In some parts of the country, people say there are really only two seasons: winter and construction.
Add a third – “fracture season,” say experts in children’s health at American Family Children’s Hospital in Madison, Wis.
We’re in the heart of it right now. Warm spring temperatures and the end of school combine to send thousands of kids into backyards and onto playgrounds, where they’re breaking their bones at startling rates-on rollerblades, on bikes, playground equipment and trampolines.
Most parents of young children are familiar with the safety section in the baby aisle of their local store where you can find just about anything – cabinet locks, furniture straps, even a bumper to protect little heads from bathtub faucets. But even the most safety-conscious of parents may forget about burn dangers that can crop up in common and not-so-common places.
Many parents may have experienced the challenges of getting kids to turn off electronic devices when time is up, and for some families it can even turn into a struggle with kids refusing to stop. Dr. Marcia Slattery, UW Health child and adolescent psychiatrist and director of the UW Anxiety and Stress Disorders Program, sees many families for whom screen time has become a “battle.”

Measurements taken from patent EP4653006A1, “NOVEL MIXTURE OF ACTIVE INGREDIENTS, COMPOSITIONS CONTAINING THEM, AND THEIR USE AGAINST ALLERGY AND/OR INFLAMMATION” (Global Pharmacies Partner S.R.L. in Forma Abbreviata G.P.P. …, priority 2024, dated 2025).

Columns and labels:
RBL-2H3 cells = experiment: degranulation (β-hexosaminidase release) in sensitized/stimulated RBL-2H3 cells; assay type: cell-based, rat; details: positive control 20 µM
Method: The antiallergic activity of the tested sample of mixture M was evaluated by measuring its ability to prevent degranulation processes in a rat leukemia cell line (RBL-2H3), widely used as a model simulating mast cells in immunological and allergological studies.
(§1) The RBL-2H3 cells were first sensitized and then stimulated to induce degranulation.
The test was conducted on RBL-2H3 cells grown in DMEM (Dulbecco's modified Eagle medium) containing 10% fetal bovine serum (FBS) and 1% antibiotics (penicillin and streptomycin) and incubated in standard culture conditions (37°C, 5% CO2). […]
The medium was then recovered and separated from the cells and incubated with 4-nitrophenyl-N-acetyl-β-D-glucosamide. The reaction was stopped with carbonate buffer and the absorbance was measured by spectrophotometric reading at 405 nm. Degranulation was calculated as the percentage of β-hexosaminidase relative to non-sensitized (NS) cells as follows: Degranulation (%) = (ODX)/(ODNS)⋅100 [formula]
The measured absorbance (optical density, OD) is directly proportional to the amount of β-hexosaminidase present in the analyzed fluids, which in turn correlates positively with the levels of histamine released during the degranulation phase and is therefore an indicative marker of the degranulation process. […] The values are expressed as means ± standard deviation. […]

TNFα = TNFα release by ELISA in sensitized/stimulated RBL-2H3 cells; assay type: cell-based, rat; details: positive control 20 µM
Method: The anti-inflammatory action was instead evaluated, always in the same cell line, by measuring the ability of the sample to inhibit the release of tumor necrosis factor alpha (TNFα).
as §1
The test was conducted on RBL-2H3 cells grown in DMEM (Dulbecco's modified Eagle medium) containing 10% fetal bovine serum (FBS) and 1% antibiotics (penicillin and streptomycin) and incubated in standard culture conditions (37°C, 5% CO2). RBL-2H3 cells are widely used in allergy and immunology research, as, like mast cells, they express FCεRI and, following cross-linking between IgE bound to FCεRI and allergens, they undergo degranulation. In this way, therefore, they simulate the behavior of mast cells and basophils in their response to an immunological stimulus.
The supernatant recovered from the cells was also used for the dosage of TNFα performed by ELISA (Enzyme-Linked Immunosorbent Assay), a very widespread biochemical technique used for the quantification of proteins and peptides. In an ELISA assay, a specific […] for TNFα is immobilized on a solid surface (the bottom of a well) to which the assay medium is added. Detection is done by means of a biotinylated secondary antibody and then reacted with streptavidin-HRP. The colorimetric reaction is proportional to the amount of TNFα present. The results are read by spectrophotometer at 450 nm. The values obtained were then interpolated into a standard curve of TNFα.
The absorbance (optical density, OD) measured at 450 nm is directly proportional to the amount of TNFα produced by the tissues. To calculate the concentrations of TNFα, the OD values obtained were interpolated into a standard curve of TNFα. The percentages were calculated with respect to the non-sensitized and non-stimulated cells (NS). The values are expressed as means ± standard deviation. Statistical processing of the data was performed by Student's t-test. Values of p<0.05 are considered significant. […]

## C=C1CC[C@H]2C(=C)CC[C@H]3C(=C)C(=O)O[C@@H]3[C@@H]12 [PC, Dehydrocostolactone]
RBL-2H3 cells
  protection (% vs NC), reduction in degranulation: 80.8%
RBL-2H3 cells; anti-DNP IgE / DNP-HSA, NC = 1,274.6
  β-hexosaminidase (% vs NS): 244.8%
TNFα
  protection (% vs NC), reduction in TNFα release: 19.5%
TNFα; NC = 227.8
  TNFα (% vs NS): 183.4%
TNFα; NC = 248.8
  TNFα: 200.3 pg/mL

A recent article hit our news feeds this last week highlighting the need to pay closer attention to our children’s plates when dining out. The research team called restaurateurs to action and encouraged a revamp of children’s menus at favored chains to provide entrees, sides, desserts and beverages that fall in-line with a child’s energy needs versus their desires. These modifications would allow youth the opportunity to select any item from the children’s menu and award parents the satisfaction that their child would not be exceeding their needs. But, as it stands children’s menus are not so kid-friendly when it comes to providing age-appropriate portions.
Welcoming a new baby into the family is a very exciting thing. For the new big brother or sister, though, it can be stressful if they’re used to getting most of your attention and then suddenly have to share you with a baby. There are many ways, before the baby comes, to make the transition from youngest or only child to older sibling smoother. Read more